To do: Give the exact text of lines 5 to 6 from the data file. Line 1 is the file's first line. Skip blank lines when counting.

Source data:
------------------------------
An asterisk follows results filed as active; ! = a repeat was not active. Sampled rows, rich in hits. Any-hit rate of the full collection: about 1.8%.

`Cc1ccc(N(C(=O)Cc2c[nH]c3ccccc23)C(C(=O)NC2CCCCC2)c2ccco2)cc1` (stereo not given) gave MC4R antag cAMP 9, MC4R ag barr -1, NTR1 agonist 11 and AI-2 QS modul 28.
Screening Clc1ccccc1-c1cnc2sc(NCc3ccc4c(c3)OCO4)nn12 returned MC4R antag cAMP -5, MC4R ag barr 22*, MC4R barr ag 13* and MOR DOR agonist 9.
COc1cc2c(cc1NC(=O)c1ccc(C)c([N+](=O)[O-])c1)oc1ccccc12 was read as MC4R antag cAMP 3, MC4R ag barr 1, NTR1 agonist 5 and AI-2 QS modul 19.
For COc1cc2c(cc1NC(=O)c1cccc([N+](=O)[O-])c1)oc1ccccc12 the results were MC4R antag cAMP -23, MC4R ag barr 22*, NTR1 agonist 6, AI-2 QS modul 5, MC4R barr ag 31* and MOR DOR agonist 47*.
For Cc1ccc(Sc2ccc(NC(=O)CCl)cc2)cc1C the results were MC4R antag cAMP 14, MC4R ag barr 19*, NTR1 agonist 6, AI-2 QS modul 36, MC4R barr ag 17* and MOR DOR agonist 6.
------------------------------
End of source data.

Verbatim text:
For COc1cc2c(cc1NC(=O)c1cccc([N+](=O)[O-])c1)oc1ccccc12 the results were MC4R antag cAMP -23, MC4R ag barr 22*, NTR1 agonist 6, AI-2 QS modul 5, MC4R barr ag 31* and MOR DOR agonist 47*.
For Cc1ccc(Sc2ccc(NC(=O)CCl)cc2)cc1C the results were MC4R antag cAMP 14, MC4R ag barr 19*, NTR1 agonist 6, AI-2 QS modul 36, MC4R barr ag 17* and MOR DOR agonist 6.